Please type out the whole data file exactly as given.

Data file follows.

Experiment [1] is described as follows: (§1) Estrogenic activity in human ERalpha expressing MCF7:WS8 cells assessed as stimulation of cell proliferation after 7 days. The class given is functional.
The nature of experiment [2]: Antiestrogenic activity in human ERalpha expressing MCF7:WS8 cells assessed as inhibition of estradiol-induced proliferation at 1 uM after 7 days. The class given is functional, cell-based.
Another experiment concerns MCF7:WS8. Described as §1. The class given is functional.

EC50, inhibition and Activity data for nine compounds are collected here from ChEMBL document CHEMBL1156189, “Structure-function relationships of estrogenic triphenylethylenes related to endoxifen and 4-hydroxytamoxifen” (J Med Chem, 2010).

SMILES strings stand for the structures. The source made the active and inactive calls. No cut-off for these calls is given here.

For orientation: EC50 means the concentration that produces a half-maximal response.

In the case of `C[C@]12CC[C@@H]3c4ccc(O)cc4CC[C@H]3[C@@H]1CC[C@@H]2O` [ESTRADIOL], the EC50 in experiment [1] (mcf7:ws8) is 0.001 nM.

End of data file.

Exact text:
Experiment [1] is described as follows: (§1) Estrogenic activity in human ERalpha expressing MCF7:WS8 cells assessed as stimulation of cell proliferation after 7 days. The class given is functional.
The nature of experiment [2]: Antiestrogenic activity in human ERalpha expressing MCF7:WS8 cells assessed as inhibition of estradiol-induced proliferation at 1 uM after 7 days. The class given is functional, cell-based.
Another experiment concerns MCF7:WS8. Described as §1. The class given is functional.

EC50, inhibition and Activity data for nine compounds are collected here from ChEMBL document CHEMBL1156189, “Structure-function relationships of estrogenic triphenylethylenes related to endoxifen and 4-hydroxytamoxifen” (J Med Chem, 2010).

SMILES strings stand for the structures. The source made the active and inactive calls. No cut-off for these calls is given here.

For orientation: EC50 means the concentration that produces a half-maximal response.

In the case of `C[C@]12CC[C@@H]3c4ccc(O)cc4CC[C@H]3[C@@H]1CC[C@@H]2O` [ESTRADIOL], the EC50 in experiment [1] (mcf7:ws8) is 0.001 nM.